The hallway at Shandon United Methodist preschool where a classroom was contaminated with hand,foot, and mouth. And it is also home to the church nursery where Maddie works on week nights and weekends.
A classroom sign that warns workers and parents of the virus. This is one way the virus can spread to adults, is working with children that have the highly contagious disease.
One of the number one ways to prevent spreading hand, foot, and mouth is by washing your hands. It is also the best way to treat the virus if caught.
By Abby McDowell
Five students in USC's Honors college were diagnosed with hand, foot, and mouth disease. Last month that viral infection is spreading throughout Columbia and targeting more than those living on campus.
Hand, foot, and mouth can cause skin rash, fever, and mouth sores.
"There have been a few cases here on campus. Right now it's about eight to ten, and that was current as of last week," says Director of Clinical Services, Van Haygood.
Maddie Anderson is a USC sophomore who also contracted the disease at the start of the school year.
"It's all over your hands and your feet and walking to class was really painful and I didn't like it at all, but I couldn't not go to class because you only have so many absences," Maddie explains.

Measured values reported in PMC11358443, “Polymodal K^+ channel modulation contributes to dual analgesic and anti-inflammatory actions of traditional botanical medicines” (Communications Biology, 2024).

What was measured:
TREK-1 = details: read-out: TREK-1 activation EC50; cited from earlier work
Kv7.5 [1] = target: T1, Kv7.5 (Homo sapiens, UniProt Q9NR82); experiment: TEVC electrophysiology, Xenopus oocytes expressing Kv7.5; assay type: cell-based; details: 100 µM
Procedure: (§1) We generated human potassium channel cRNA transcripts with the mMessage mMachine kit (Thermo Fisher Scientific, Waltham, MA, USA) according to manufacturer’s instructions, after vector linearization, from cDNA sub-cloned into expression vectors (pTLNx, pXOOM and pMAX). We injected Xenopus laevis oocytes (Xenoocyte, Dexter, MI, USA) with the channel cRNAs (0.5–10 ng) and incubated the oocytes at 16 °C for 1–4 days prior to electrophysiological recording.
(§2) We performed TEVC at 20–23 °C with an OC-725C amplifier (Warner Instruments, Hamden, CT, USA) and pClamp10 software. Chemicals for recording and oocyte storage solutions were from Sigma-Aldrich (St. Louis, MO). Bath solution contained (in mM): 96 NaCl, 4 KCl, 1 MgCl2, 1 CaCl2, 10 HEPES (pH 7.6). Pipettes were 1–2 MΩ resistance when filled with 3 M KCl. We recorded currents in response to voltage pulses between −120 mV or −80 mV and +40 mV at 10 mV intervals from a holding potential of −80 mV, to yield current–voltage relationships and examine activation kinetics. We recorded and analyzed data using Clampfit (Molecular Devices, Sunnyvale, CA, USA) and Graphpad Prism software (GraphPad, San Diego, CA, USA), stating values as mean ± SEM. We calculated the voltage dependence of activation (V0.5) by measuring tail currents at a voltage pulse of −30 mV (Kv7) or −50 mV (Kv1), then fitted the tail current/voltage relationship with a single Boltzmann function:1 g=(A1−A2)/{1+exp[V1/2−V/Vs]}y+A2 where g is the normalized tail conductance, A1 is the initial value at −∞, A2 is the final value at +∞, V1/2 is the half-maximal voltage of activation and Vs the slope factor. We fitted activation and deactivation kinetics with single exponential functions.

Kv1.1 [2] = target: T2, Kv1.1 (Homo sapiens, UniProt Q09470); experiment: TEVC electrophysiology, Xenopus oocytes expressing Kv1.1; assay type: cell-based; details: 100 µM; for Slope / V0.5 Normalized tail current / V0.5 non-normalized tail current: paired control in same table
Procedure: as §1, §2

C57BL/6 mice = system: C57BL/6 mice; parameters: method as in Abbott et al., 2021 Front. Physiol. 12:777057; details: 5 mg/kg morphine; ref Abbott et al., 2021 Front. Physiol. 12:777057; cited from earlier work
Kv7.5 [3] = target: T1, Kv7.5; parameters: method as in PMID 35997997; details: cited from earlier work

The virus is spread through close personal contact, the air, or simply by touching contaminated surfaces like doorknobs.
It spreads even faster when it's in close quarters, which makes preschools, like the one at Shandon United Methodist, the perfect breathing ground for the disease. The preschool recently posted a sign outside of a classroom stating there has been case of the virus.
Maddie works in the church nursery and although the preschool and nursery have different kids, they share the same space.
"I'm definitely a little nervous about being around kids because it's they are mainly under the age of 10 who get it, but you know here I am at 20 years old and I got it," Maddie says.
Health officials says this virus has no treatment and runs it's course in about five days, and for Maddie and the people around her they have learned to take extra precautions to stay healthy.
"You just have to wash your hands and everyone in the house washes their hands and ever doorknob was Lysoled at least three times a day," Maddie explains.
Van Haygood does say that they are not too concerned of a large outbreak of hand, foot, and mouth on USC's campus and the cases that have been reported are now in the healing process.